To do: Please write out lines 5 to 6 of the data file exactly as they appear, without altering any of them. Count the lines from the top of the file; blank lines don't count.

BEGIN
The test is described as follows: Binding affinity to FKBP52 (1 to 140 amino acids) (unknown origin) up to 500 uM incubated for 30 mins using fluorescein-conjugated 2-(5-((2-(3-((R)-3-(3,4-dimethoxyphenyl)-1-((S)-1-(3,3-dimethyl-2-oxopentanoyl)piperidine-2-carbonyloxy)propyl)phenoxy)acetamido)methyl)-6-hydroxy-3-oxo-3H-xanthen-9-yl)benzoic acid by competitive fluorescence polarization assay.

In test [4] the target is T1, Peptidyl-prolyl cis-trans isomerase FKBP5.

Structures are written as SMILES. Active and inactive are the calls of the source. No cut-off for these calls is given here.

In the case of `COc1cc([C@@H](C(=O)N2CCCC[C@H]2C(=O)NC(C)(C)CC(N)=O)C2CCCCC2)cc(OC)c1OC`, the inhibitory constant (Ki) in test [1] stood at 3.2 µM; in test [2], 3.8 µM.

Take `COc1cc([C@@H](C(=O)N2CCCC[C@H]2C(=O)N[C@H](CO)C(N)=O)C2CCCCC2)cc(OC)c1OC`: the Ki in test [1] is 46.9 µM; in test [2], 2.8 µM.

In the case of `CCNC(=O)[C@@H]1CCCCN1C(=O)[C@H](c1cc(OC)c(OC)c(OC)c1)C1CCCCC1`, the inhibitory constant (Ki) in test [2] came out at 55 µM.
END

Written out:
Take `COc1cc([C@@H](C(=O)N2CCCC[C@H]2C(=O)N[C@H](CO)C(N)=O)C2CCCCC2)cc(OC)c1OC`: the Ki in test [1] is 46.9 µM; in test [2], 2.8 µM.

In the case of `CCNC(=O)[C@@H]1CCCCN1C(=O)[C@H](c1cc(OC)c(OC)c(OC)c1)C1CCCCC1`, the inhibitory constant (Ki) in test [2] came out at 55 µM.